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“No silver spoon, no nepotism, no ease…” Jessica Alba on her uphill path to success

As she makes her return to acting with a lead role in kick-ass cop drama L.A.’s Finest, JESSICA ALBA reveals how growing up different from other kids and being told there was “no chance” a Mexican American woman would headline a movie gave her the drive to prove everyone wrong…

Blouse Dôen; shorts Alexander Wang; necklace Alighieri; (right hand) ring Spinelli Kilcollin

“I grew up with a chip on my shoulder because I wasn’t like other kids – I was sick all the time and spent an unnatural amount of time in and out of hospitals. Which meant, by school age, I was more comfortable with adults than my peers. My parents were young when they had my brother and I, and they did what they could to get by. My father joined the Air Force so he could provide for us and get a higher education. I definitely grew up in a home where we were living paycheck to paycheck; both of my parents were juggling up to three jobs each. I was lucky that my grandparents were super involved in helping raise us whenever my parents needed the extra hands or financial help when times got tough.

My dad got out of the military when I was nine and we moved in with my grandparents in a middle-class town in LA called La Verne. I heard about a talent competition over the radio that was being held at the Hilton Hotel near LAX. My mom, my aunt, my aunt’s sister, her boyfriend, my four cousins and brother all auditioned to get the scholarship because obviously we couldn’t afford to pay for the classes and we all thought that maybe we could be ‘discovered’. We would dig for change in the couches or I would sneak into purses and pockets of any pants or jackets in the house to pay for stuff. We did that to pay for gas and food for the journey to the Hilton Hotel. All of us piled into a car we affectionately called ‘the Boat’ that would randomly backfire; it was a hand-me-down from my grandparents. That’s how I got my foot in the door as an actress; I won the prize that gave me a scholarship to an acting and modeling school when I was 11.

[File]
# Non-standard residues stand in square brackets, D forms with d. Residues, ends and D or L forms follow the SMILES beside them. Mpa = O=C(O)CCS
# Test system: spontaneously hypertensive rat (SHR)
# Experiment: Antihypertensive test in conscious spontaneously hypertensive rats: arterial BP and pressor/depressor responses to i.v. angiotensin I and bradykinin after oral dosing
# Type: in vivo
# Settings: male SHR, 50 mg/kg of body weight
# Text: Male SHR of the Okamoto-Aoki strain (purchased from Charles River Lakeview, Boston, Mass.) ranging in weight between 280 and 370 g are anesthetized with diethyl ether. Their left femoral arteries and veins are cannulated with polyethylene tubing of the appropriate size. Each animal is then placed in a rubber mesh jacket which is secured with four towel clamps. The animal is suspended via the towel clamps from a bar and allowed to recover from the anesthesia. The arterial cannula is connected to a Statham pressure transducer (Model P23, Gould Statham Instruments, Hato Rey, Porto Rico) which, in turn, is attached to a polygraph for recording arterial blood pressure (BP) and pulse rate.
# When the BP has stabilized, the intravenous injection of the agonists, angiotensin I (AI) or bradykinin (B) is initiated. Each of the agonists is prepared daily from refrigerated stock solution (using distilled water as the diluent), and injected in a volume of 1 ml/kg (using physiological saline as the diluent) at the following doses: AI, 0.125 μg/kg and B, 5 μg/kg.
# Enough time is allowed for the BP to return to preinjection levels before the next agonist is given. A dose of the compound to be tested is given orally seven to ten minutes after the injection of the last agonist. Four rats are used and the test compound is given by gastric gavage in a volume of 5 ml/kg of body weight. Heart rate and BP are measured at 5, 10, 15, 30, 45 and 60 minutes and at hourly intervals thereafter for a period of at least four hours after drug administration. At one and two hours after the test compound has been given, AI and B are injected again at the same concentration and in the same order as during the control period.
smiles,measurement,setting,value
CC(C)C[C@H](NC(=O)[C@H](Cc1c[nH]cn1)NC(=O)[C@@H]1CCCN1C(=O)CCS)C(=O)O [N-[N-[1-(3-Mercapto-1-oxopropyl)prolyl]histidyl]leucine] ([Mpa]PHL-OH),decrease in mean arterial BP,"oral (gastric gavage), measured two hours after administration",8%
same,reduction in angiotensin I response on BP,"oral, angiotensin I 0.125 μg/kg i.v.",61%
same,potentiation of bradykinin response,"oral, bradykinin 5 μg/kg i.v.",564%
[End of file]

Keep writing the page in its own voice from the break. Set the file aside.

To folks in the business, I was ethnically ambiguous or ‘exotic’ (they couldn’t wrap their heads around me being Mexican). I didn’t have a cheery, out-going demeanor; I didn’t have any contacts in Hollywood; and I looked older than my age – often getting mistaken for an adult by age 12. I was consistently told by casting directors, agents, managers, actors, producers and directors that there was no way I could be a leading lady and no chance I’d be able to be a bankable box-office draw. I didn’t fit the bill, and the few child actors that could parlay into a career as an adult were slim to none. The women that could headline a movie just didn’t look like me. They aren’t mixed Mexican Americans… that’s just not happening. I had 1000 nos for every yes. But I hustled, dreamed, resisted and managed to push doors open and pave my own lane – without reinforcing stereotypes of Latinas. Also, I had a modesty that was shocking for Hollywood at the time: I got chewed out by many folks on various productions for not being onboard to show nudity. What can I say – it just wasn’t my thing.

That’s my chip. I’ve navigated Hollywood and now business with a strategic mindset, because I have no safety net. I had to create the reality I wanted to live; starting as a dream then creating a strategy to get there. No silver spoon in the mouth, no nepotism, no ease.”

Read Jessica Alba’s cover story

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